Open source ERP: a complete buyers' guide
If you are in the market for an ERP system, you are probably already feverishly comparing vendors by price, features, benefits, and SLAs. But have you ever considered open source ERP software?
For the right organization, open source ERP offers a range of possibilities, including reduced costs and greater flexibility with regard to customization. This guide gets you started on the basics, including:
- What open source ERP is, and who should consider it
- The difference between open source ERP and proprietary ERP
- Costs associated with open source ERP and what to forecast
- Some open source ERP systems to kick off your selection shortlist
Open source software can give a cost-saving if it is right for your business. Rather than being vendor supported, the code is made available publicly and its development is managed by a community rather than one business. This can mean financial savings on licensing fees and support costs but done badly, it can prove a false economy. Below, we examine the pros and cons of open source ERP to help you decide if it is right for your organization.
Let’s first look at the benefits and potential pitfalls of open source ERP.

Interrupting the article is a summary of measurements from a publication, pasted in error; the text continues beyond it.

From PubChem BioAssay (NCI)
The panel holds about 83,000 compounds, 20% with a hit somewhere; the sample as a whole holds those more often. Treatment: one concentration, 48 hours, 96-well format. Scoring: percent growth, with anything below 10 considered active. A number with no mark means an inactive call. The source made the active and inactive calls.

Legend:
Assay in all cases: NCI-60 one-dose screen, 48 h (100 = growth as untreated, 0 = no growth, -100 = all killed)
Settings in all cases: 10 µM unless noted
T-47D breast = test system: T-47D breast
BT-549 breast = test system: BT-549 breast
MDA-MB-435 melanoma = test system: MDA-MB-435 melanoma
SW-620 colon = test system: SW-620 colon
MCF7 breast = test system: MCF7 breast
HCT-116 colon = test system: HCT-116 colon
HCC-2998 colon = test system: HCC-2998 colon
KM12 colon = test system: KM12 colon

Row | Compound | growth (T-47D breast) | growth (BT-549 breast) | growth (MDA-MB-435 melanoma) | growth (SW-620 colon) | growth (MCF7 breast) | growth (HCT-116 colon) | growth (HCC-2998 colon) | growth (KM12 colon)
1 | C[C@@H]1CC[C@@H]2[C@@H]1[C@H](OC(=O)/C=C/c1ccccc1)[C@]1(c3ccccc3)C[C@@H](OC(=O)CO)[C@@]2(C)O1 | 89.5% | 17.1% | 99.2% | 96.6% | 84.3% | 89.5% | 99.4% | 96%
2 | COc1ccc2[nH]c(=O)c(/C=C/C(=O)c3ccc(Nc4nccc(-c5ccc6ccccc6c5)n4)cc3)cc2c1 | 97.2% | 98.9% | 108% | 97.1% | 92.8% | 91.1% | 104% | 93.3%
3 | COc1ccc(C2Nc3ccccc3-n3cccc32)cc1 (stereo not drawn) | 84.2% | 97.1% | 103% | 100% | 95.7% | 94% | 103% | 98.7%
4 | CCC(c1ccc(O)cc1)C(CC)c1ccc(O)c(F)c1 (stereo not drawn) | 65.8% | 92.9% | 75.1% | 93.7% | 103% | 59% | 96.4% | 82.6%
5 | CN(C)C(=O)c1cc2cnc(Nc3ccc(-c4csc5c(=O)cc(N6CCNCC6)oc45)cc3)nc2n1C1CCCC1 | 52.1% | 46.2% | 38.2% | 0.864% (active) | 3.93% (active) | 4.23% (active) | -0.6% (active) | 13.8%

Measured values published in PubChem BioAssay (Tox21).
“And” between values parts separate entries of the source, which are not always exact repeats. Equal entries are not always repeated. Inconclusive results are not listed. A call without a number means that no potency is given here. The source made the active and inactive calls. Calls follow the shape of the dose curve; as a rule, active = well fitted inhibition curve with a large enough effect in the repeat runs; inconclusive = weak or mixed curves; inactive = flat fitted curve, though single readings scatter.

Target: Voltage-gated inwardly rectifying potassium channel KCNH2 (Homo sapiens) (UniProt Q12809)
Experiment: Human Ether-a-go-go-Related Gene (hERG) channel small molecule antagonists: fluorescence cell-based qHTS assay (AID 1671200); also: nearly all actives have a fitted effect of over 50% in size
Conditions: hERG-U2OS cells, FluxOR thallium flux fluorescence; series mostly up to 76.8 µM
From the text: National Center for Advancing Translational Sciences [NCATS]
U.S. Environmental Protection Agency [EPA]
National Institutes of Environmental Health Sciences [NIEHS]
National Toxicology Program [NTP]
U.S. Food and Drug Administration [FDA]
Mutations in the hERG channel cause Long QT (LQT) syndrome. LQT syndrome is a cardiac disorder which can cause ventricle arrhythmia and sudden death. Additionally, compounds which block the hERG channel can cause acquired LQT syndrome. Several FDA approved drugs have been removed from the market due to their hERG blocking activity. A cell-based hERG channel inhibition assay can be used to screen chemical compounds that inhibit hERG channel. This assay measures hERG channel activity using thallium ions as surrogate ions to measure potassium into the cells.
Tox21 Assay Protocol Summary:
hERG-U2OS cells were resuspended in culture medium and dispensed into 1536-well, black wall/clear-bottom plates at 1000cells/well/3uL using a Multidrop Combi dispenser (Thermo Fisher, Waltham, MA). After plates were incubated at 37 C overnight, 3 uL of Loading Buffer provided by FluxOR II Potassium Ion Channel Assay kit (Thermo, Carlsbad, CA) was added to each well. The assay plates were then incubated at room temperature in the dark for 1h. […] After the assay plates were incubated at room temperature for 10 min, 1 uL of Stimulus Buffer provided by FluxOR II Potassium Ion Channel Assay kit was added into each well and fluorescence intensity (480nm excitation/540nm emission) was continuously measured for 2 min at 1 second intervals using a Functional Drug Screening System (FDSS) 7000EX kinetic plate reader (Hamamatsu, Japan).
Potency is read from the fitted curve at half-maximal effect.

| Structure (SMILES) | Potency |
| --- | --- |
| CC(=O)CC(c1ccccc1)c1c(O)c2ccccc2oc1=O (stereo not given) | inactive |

No installation or licensing fees
This is the primary reason most buyers will consider open source software — installation and licensing come at a cost when you buy a proprietary ERP system. There will also be usage agreements that might restrict the number of users you can give access to and even which other tools you can use and integrate with. Freedom to scale and modify as you see fit, without the extra fees or committing to a long-term contract can pave the way to faster and more flexible ERP solutions.
If you require integration with existing standalone business applications then an open source ERP might be more compatible than a proprietary system. If an out of the box solution will require customization in order to work with your existing hardware or software infrastructure anyway, then an open source ERP product might be more cost-effective than its counterpart.
If you love being immersed in a cutting-edge tech environment, then open source ERP software might be a good fit. If you choose one of the many platforms that have a large and engaged community behind it, then the support you receive can easily rival that of a single vendor.
Businesses that operate in a high-tech marketplace might enjoy the positive reputation that using open-source technology brings. If your business sells tech solutions, or if you sell to technology-focused clients, having open-source software can be an advantage. Showing your business to have the moral, intellectual and technological confidence to implement an open source system can make you more appealing to a big chunk of the tech community.
Availability and accessibility of support are some of the biggest selling points of licensed software products. In the event of an incident, vendors will usually have a 24/7 support SLA and be on-hand via the telephone if you need them. With an open source ERP system, you might be waiting for a reply via a forum for some time, especially if it is not supported by a large community or is not popular in your timezone.
One of the most off-putting factors around open source ERP software is the fact that the code is public. This can pose a security risk as hackers can lay their hands on it just as easily as anyone else.